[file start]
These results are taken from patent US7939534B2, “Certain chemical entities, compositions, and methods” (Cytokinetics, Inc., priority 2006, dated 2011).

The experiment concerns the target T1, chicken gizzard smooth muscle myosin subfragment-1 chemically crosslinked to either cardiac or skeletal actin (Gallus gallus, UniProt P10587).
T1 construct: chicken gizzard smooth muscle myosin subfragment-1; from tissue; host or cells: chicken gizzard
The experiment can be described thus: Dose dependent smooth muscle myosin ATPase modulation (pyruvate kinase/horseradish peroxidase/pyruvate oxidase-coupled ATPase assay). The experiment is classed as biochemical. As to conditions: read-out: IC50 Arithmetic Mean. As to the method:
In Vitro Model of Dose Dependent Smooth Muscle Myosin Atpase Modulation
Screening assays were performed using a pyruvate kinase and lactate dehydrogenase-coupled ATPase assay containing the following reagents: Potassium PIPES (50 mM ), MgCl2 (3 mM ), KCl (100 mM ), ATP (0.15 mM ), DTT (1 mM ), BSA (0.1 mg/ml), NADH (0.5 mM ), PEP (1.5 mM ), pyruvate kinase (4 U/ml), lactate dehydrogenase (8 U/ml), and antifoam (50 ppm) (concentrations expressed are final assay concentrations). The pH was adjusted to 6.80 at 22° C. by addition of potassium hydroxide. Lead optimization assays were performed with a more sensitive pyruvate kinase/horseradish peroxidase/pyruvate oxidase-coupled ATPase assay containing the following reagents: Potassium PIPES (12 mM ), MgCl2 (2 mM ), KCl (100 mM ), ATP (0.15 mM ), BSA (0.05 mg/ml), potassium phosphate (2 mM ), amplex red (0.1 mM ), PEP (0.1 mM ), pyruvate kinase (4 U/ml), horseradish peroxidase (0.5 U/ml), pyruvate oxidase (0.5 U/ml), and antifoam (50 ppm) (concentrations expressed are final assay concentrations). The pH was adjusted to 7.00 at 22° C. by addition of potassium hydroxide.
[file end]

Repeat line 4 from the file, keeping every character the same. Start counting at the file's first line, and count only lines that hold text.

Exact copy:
The experiment can be described thus: Dose dependent smooth muscle myosin ATPase modulation (pyruvate kinase/horseradish peroxidase/pyruvate oxidase-coupled ATPase assay). The experiment is classed as biochemical. As to conditions: read-out: IC50 Arithmetic Mean. As to the method: